Sunday, 3 April 2016

Split Log 02

The first Friday night at Kino Klub brings a screening of Duet for Cannibals, Susan Sontag’s take on the daftness of politicians and activists alike, starring a young Martin Freeman.

Afterwards, we discuss the movie (a Bunuelian Godard spoof?) with Kino Klub director Sunčica Fradelić. A bottle of slivovitsa is brought through from a smoky backroom where local musician and Kino Klub member Karlo Silic is routinely thrashing his colleagues at some esoteric card game. Such is the dynamic social tension that pulses beneath the surface of the Klub today. I am introduced to their pet Super 8 camera (just when I thought I got out of Super 8) and the possibility of 16mm is also dangled enticingly in front of my slivovitsa-reddened eyes.

Saturday is spent flipping through archive DVDs, reading up, wandering through Split: two millennia of settlement, obsessively traced on film by the Klub’s camera-clutching flaneurs who – as my meagre research so far suggests – preferred the body of the polis to cinegraphic contemplation of their own flesh.

Split presents itself as a languid port town in which countless concrete people-boxes have sprouted from beneath the extended back yard of the Diocletian Palace, the still-inhabited stone labyrinth which remains the social hub of the area today. Diocletian was the first Roman Emperor to voluntarily retire, and the people of Split have prided themselves on their laziness ever since. Beyond the palace walls, leather jackets and torn jeans form a triumvirate of distressed patinas with the ubiquitous concrete, and tiny dogs are de rigueur, perhaps as a device to draw attention towards the owners’ footwear, which is universally excellent.

The filmmakers of the Yugoslavian region didn’t get around to making their first feature until 1941. The first Tito-sponsored amateur film clubs popped up as classical Hollywood faltered and Cassavetes itched, the key second generation of the Split chapter emerging as new waves began to roll in Europe and elsewhere. The Klubs thus form a unique node between a very brief classical cinema, and both the cinematic and 'fine' art developments to come (perhaps best exemplified through the legendary figure of Zagreb's Tomislav Gotovac, who was muddled up both with the cinematic 'Black Wave' of the 60s/70s and the art scene over the half-century before his death in 2010).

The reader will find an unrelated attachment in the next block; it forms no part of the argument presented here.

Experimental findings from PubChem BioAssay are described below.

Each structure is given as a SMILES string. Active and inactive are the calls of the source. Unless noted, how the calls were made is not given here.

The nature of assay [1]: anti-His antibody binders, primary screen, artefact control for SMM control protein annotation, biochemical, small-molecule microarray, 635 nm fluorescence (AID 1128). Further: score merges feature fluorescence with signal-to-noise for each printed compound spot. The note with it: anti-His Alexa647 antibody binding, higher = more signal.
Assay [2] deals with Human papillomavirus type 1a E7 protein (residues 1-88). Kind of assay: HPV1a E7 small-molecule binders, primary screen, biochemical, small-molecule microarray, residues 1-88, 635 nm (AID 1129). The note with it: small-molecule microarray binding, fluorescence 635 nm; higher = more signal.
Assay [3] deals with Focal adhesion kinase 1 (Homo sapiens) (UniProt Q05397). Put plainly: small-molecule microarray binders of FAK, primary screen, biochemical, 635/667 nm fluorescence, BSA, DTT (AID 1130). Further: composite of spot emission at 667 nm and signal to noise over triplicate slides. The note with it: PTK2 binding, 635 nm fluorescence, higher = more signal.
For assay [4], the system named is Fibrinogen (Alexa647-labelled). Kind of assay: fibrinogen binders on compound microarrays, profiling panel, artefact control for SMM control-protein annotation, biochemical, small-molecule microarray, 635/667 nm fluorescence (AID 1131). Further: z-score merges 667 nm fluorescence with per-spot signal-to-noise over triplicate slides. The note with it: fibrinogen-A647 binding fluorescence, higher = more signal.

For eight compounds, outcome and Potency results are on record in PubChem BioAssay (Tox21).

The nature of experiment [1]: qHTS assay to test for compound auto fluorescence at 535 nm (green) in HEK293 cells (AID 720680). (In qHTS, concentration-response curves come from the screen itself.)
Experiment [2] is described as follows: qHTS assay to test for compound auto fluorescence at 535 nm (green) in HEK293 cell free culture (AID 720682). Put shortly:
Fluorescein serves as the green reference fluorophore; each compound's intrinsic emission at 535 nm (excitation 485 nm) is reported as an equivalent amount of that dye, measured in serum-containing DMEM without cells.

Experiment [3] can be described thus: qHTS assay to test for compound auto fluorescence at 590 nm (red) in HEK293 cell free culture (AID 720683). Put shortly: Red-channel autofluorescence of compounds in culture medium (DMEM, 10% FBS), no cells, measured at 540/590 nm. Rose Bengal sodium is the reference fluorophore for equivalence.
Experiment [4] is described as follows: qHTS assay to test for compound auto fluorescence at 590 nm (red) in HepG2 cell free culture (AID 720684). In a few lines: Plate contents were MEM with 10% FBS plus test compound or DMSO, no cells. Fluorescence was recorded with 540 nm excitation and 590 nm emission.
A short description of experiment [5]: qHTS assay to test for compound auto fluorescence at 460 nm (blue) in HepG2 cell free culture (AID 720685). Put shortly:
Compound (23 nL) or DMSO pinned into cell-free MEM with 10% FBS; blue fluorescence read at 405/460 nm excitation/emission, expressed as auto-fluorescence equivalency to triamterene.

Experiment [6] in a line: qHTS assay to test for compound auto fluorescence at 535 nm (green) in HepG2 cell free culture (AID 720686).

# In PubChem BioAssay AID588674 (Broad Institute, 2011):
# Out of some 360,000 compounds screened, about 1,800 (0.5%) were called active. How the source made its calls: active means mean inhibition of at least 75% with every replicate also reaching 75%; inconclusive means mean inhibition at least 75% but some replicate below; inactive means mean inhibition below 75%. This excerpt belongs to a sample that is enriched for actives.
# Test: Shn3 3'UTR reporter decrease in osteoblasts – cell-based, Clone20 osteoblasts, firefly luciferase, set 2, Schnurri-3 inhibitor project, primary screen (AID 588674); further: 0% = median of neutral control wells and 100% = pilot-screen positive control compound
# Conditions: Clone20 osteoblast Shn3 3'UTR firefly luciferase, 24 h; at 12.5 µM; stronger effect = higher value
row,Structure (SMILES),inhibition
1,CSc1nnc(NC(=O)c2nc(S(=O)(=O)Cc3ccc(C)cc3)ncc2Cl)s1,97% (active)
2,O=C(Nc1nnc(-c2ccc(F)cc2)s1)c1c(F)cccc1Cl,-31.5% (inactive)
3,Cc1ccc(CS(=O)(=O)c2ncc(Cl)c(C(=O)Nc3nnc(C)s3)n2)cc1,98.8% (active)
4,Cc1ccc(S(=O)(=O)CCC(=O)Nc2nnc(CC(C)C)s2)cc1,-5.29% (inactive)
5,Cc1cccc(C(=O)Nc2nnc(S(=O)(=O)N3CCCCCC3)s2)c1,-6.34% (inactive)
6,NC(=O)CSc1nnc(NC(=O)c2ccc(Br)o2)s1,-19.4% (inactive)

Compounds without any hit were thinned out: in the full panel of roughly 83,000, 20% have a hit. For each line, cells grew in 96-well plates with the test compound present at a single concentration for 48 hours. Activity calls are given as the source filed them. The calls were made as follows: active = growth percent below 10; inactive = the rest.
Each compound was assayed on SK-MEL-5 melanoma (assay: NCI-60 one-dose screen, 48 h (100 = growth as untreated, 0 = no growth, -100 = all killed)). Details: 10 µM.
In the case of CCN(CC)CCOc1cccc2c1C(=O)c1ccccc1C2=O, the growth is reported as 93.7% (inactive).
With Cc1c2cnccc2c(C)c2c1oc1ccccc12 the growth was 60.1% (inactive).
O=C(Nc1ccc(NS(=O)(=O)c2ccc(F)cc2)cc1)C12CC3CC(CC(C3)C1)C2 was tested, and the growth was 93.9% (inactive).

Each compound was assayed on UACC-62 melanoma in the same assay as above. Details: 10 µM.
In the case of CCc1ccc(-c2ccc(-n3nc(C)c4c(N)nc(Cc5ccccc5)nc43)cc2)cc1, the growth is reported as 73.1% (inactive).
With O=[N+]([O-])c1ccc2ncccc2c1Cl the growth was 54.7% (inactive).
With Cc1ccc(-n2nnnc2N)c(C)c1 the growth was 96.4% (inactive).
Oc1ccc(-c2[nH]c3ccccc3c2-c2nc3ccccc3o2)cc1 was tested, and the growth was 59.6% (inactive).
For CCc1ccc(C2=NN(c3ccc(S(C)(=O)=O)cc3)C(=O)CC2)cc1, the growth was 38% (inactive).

My early impressions of the early Kino Klub Split filmmakers are of an equipe of antagonistic (not angry), curious (not academic) men (not women) with a self-imposed mission that I am not yet at liberty to disclose. As one band of curators points out, these filmmakers have been categorized under a number of overlapping terms – amateur, experimental, avant-garde, anti-film (mostly their Zagreb cousins), alternative film (Belgrade) – precluding, at least until much more recently, the label of ‘video artists’ because video (and possibly artist) is a dirty word. It is curious, then, to work with the club today, when everyone’s packing video, everyone’s an artist, and the former terms have lost their pungency.

Except, perhaps, for that of amateur, a word that adds legitimacy/democracy to the efforts of the casual masses and pride to the enthusiasts. I’ll continue in that spirit, as a kind of enthusiastic sponge, to be wrung out on film before the end of the month.

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